Hi America! While you're all eagerly awaiting a divisive, bitter national vote in November, we just had one! As you might have heard, just over a week ago Britain narrowly voted to leave the European Union in a referendum.
But what's happened since then? Here's a quick summary of our political situation:
The referendum campaign had been full of warnings from experts about the dire economic consequences of leaving – which senior anti-EU politicians dismissed as nonsense.
But then as soon as the result became clear, this happened to the pound.
So naturally British prime minister David Cameron – who had said he wouldn't resign as a result of a Leave vote – immediately announced that he would resign as a result of the Leave vote.
Speaking of plans, it turned out that nobody had actually made one for what we'd do if we voted Leave.
Also, pretty much immediately the people who had campaigned for Britain to leave the EU started admitting that the promises they'd made in the campaign weren't actually promises.
See, in order to actually leave the EU, we have to do something called "invoking Article 50". This is very complicated and confusing, but on the plus side it sounds cool.
Except that Cameron has said he won't invoke Article 50 while he's still prime minister – that's a job for whoever replaces him.
And the EU has no power to force the UK to invoke it, even though European leaders want us to leave ASAP.
So Article 50's not going to be invoked at least until there's a new prime minister, and even then it still might not actually happen. So we're kind of in EU limbo.
OH, AND! It is possible the Scottish government has the power to veto Article 50, but again, no one is quite sure. But it's either that, or there's a good chance Scotland will vote to leave the UK entirely.
OH AND ACTUALLY ONE MORE THING, Northern Ireland might also be screwed – as is evidenced by the fact that it's running out of application forms for Irish passports.
So, to recap again: The economy is on fire, the prime minister's resigning, nobody bothered to make a plan for how to leave the EU, everybody wants someone else to take charge, and the UK might split up entirely.
So who will be the next prime minister?
Well, the Tory leaders of the Leave campaign were former London mayor Boris Johnson (a man so posh that his full name, we shit you not, is Alexander Boris de Pfeffel Johnson) and Michael Gove (that guy who hates experts, and who once fell over amusingly).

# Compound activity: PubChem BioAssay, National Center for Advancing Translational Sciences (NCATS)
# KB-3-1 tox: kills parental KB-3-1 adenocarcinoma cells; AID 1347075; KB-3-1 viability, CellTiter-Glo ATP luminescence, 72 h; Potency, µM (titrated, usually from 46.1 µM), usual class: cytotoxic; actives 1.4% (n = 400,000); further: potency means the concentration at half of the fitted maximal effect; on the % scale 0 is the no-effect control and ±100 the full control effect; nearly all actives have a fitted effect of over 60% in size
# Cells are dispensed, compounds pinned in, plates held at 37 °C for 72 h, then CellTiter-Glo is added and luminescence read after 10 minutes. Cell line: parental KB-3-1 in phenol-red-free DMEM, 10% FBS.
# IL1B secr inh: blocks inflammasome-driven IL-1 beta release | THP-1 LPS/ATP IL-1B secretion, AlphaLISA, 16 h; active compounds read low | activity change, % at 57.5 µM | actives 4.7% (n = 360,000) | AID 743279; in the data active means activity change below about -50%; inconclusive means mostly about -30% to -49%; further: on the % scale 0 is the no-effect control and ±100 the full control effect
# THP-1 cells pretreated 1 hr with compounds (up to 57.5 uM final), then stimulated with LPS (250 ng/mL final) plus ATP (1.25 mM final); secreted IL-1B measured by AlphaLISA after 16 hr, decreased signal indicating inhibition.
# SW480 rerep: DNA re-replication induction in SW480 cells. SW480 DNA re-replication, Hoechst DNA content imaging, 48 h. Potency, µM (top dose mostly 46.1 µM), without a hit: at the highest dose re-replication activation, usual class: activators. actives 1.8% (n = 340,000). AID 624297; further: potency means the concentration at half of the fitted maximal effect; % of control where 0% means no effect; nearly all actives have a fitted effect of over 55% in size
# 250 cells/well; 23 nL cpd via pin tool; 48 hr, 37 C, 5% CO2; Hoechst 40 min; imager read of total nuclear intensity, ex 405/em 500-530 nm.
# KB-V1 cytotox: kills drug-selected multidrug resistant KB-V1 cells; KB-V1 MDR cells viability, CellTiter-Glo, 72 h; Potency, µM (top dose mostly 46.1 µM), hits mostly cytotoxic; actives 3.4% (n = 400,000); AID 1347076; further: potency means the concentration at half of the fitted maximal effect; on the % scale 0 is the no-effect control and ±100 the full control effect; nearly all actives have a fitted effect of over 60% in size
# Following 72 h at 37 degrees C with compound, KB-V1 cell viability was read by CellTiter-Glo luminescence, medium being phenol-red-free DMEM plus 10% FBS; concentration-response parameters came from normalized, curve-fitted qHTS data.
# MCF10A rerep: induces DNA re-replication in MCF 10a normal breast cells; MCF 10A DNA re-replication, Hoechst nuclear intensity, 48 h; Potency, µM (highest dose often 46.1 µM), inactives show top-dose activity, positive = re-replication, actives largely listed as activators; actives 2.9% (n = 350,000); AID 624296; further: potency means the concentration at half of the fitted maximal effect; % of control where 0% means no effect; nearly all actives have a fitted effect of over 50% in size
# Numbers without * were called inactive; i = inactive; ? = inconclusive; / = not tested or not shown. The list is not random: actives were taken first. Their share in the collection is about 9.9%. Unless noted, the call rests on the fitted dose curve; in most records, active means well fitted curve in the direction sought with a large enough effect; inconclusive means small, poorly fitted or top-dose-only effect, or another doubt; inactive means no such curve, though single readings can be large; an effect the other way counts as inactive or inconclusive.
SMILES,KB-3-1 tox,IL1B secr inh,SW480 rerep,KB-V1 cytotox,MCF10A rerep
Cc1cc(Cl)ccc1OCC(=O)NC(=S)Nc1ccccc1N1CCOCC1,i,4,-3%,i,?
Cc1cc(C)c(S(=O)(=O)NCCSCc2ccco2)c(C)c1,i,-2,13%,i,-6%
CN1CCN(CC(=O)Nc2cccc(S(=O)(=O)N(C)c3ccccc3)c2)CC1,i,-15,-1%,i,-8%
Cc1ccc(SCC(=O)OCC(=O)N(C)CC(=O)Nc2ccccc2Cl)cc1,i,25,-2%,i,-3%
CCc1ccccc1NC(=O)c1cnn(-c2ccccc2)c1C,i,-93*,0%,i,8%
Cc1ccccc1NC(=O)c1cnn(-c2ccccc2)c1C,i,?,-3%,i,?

To give you an idea of exactly how petty this whole mess is, Cameron and Johnson are old "friends" who both went to the same exclusive private school, and then Oxford University.
BUT WAIT! On the morning when Johnson was supposed to announce his leadership campaign with Michael Gove’s support…Gove announced that HE was running for leader instead.
By this point, actual British political news was basically indistinguishable from a random word generator.
Anyway, Johnson realised that he'd been comprehensively played, and quickly announced that he wouldn't run for leader after all, making absolutely everybody lose their shit.
GOOD TO KNOW IT WAS ALL WORTH IT.
This means that the new favourite to be our next prime minister is Theresa May...who actually campaigned for Remain.
This is all made more fun by the possibility that whoever does become the next prime minister might call an election immediately, which would in effect be a referendum on the aftermath of the referendum.
MEANWHILE. You'd think that the governing party tearing itself apart would give the opposition party reason to celebrate, right?
You see, the opposition – the left-of-centre Labour party – is currently led by this guy, Jeremy Corbyn.
Corbyn was previously a fringe figure on the far left of the party, before being unexpectedly elected leader on a massive groundswell of grassroots support, especially from young people.
But now, with the prospect of an election in the next few months, the Labour party establishment are terrified they'll lose with Corbyn in charge.
As a result, over the weekend after the referendum, almost every single person in Corbyn's shadow cabinet resigned one by one.
The idea was that this would force Corbyn to step down himself. Except he didn't. He just kept appointing his increasingly small band of loyalists to the shadow cabinet and insisting he was going to tough it out.
So now Labour MPs are in open warfare with their leader and are probably going to force another leadership election, while Corbyn does his best to carry on like nothing's happening.
In conclusion: The UK voted to leave the EU. The economy kind of melted. Nobody has a plan for what to do and everybody wants someone else to take responsibility – but the governing party is too busy stabbing each other in the back, while the opposition party is too busy being at war with itself. The UK might split up entirely. And we might have to vote on all this again in a few months' time.
We are all so tired and so confused. Please help us. Please.
UPDATE. And now Nigel Farage, who led UKIP, the party whose primary goal was to get Britain out of Europe, has resigned as its leader now that he has got Britain out of Europe. He will continue to represent Britain in Europe in his other job as a member of the European parliament.